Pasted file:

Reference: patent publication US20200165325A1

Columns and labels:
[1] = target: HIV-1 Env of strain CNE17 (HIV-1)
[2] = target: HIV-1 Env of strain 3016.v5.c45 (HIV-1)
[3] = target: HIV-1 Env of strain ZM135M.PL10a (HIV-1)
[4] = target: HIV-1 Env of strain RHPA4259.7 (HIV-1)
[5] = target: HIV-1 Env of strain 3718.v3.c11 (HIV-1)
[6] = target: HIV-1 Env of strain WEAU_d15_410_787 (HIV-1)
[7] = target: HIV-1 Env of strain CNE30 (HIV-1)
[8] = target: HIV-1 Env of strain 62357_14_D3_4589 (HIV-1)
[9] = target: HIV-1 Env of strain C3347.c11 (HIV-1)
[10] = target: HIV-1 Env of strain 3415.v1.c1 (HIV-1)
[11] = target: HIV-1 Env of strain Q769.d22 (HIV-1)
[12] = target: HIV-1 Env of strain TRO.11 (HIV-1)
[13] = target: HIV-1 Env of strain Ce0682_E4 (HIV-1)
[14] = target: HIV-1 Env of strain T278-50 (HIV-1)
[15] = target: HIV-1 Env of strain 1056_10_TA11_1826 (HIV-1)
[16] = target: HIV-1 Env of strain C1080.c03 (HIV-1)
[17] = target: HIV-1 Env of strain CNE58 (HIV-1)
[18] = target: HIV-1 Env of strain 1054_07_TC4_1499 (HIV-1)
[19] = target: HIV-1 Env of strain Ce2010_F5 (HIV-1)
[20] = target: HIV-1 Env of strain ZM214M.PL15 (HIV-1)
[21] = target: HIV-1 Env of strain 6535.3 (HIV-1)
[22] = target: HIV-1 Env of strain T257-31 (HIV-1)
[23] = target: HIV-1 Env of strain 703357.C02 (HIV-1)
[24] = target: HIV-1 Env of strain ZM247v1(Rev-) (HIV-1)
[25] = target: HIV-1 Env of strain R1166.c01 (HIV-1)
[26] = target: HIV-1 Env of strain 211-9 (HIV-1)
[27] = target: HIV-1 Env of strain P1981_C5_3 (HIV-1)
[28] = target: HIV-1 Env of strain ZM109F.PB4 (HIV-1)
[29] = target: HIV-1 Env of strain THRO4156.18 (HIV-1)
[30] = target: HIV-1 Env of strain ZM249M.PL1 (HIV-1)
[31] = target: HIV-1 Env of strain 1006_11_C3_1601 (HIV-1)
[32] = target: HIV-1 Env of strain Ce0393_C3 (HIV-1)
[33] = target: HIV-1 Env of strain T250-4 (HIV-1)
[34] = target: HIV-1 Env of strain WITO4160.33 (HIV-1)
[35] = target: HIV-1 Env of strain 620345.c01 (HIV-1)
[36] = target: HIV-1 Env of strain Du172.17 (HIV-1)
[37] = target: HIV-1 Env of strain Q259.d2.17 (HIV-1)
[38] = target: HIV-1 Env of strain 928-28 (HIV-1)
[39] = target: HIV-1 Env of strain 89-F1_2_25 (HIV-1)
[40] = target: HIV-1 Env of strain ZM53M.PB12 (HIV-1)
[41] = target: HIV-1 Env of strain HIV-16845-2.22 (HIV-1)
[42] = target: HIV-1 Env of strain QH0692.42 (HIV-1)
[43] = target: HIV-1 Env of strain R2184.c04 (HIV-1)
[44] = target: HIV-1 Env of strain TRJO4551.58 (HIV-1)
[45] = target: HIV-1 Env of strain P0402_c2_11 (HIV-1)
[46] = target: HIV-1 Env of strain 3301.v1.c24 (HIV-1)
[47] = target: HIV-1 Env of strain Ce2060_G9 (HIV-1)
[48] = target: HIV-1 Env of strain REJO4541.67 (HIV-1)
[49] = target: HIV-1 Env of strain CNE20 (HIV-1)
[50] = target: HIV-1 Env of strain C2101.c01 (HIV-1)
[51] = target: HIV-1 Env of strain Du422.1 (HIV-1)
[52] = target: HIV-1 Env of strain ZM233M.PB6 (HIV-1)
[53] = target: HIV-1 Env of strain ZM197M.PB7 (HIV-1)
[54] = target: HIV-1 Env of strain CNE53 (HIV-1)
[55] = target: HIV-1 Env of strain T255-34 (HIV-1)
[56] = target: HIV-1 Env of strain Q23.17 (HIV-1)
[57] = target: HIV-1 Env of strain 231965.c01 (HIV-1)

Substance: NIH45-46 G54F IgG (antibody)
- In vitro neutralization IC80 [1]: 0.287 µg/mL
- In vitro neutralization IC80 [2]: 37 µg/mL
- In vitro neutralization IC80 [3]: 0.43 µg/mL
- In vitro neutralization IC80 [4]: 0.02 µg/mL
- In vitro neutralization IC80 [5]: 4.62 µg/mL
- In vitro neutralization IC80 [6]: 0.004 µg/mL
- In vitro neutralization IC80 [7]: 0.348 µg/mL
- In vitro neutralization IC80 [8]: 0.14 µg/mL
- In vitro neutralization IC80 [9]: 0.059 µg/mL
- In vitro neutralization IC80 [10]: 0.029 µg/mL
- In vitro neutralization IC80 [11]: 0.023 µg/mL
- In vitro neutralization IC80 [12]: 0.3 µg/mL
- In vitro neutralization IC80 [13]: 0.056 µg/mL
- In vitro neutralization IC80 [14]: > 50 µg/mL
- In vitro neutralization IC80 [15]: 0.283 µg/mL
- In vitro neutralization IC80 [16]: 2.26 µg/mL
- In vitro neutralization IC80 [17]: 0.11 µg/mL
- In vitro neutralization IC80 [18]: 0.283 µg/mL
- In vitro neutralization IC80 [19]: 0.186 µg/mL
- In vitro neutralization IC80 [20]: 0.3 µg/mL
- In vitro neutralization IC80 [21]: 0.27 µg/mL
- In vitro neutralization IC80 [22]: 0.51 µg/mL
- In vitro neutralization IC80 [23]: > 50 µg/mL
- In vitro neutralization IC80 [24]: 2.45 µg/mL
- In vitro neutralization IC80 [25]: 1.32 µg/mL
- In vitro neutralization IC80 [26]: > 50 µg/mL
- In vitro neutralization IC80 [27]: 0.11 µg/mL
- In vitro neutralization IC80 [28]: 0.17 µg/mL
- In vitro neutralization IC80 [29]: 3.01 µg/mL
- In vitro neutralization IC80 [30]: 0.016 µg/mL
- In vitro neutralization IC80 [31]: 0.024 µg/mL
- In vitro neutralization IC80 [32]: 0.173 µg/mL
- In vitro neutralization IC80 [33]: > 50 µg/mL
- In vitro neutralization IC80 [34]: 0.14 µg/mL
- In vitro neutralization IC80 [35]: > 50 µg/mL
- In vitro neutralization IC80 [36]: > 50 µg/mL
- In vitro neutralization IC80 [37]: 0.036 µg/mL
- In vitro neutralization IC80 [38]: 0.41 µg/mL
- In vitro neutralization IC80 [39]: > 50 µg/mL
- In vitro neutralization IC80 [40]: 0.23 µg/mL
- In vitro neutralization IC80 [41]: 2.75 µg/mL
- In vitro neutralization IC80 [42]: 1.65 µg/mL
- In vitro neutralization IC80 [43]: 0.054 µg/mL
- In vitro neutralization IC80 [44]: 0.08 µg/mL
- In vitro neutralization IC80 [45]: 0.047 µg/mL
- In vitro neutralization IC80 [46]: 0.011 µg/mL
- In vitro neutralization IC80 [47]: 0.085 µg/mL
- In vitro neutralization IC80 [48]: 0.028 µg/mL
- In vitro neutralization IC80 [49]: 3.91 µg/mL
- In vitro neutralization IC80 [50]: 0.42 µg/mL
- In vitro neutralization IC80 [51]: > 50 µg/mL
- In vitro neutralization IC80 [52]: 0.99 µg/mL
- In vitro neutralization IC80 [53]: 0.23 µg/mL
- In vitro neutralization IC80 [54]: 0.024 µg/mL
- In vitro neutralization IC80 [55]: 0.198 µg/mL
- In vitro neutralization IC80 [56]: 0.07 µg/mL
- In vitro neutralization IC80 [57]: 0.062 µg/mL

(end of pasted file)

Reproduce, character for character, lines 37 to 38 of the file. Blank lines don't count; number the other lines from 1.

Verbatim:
[35] = target: HIV-1 Env of strain 620345.c01 (HIV-1)
[36] = target: HIV-1 Env of strain Du172.17 (HIV-1)